Re: secure installation
"R. W. Rodolico" <firstname.lastname@example.org> writes:
> For workstations, I tend to use Kubuntu. On that, yes, I want a
> firewall, and since I recommend it to anyone who asks (and even have my
> sales staff using it), a default firewall is a Good Thing.
The part that concerns me about installing a firewall by default is that
people seem to put irrational trust in a firewall and use it as an excuse
to not address other security issues. The *best* thing to do is to design
secure services that either don't randomly listen to the network or that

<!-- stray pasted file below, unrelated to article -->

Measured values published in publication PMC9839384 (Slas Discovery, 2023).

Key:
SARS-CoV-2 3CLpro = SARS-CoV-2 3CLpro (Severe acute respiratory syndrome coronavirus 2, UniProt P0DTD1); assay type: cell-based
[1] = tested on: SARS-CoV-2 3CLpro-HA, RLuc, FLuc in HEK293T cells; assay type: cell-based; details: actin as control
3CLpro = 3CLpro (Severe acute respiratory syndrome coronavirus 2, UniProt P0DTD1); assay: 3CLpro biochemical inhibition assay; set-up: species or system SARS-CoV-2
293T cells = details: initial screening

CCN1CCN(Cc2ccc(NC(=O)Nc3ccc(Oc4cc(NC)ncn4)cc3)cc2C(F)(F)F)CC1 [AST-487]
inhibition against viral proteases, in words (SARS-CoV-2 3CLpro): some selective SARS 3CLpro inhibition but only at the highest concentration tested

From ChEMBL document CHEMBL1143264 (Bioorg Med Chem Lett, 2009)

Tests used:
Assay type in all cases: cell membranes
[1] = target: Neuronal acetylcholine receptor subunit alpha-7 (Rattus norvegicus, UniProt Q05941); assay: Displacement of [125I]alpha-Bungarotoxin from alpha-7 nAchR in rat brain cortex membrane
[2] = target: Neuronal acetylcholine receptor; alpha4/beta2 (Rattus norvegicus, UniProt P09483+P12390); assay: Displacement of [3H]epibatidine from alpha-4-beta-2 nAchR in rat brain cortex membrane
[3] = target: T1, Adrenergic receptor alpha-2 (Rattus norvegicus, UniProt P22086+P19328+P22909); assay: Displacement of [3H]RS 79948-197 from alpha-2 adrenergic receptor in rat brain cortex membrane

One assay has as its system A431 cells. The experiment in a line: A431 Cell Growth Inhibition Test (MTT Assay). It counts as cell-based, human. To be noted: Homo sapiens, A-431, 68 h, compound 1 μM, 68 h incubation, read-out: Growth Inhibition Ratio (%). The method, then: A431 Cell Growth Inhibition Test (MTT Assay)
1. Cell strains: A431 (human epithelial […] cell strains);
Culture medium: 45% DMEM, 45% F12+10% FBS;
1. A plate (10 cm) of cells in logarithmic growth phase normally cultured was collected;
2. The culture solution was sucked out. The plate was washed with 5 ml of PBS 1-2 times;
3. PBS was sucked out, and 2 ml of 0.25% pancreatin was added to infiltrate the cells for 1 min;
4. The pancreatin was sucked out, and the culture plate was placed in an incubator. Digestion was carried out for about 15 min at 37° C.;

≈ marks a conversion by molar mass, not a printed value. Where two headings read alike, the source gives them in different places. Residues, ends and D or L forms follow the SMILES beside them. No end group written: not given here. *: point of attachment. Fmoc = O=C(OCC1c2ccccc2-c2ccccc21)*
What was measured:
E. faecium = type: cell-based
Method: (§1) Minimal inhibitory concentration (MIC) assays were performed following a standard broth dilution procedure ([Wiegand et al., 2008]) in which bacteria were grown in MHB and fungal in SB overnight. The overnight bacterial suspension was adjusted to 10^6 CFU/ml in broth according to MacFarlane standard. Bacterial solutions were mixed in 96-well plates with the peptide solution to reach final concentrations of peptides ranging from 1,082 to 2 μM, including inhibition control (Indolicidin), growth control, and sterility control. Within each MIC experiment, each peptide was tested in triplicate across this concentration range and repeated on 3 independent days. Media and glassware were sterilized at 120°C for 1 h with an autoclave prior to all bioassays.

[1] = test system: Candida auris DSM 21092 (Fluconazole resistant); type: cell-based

deal with network traffic in a secure fashion, and I'd really like to
maintain Debian's emphasis there. Installing a firewall, which often does
little or nothing, strikes me as cargo cult security, and cargo cult
security can be worse than useless.
A well-designed and reviewed set of iptables rules provides additional
defense in depth and we do deploy iptables on all of our servers and
manage those rules as part of their Puppet model, but it's not something
that you can tell an average user to just apt-get install and have work in
a way that offers any real security, IMO.
Russ Allbery (email@example.com) <http://www.eyrie.org/~eagle/>